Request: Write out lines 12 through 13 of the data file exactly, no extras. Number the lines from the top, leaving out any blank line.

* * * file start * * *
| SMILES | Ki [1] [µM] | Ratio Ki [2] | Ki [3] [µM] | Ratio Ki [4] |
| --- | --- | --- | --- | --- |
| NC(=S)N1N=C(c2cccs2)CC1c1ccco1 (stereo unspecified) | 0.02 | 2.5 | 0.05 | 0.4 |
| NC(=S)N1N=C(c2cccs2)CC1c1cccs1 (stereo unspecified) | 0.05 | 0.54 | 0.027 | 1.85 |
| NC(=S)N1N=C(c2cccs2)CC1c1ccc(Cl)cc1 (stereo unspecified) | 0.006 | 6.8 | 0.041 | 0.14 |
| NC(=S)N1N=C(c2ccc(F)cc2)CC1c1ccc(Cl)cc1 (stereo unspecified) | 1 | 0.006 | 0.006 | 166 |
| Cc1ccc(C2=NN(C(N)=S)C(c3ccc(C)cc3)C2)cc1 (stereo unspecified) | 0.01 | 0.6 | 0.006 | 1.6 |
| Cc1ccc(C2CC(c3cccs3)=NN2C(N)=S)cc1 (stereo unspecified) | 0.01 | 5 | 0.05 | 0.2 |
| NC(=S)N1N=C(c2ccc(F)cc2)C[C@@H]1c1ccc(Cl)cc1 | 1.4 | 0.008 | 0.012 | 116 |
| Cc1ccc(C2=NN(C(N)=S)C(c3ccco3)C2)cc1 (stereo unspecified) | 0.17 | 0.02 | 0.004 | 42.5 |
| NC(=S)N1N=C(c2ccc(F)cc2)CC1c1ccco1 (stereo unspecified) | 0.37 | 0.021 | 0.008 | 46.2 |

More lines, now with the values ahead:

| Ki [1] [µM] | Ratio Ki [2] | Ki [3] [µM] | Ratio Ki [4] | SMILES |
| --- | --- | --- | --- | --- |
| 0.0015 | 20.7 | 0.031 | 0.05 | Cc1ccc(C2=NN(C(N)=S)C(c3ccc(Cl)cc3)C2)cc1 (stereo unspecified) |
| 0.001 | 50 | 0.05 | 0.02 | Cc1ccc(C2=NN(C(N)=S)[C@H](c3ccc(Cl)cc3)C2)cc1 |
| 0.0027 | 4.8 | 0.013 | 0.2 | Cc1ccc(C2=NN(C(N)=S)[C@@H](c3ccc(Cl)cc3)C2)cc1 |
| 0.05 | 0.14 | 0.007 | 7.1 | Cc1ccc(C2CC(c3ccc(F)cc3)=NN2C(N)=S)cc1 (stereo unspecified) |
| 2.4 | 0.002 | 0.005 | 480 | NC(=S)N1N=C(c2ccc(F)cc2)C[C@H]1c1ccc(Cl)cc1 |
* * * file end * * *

More lines, now with the values ahead:

| Ki [1] [µM] | Ratio Ki [2] | Ki [3] [µM] | Ratio Ki [4] | SMILES |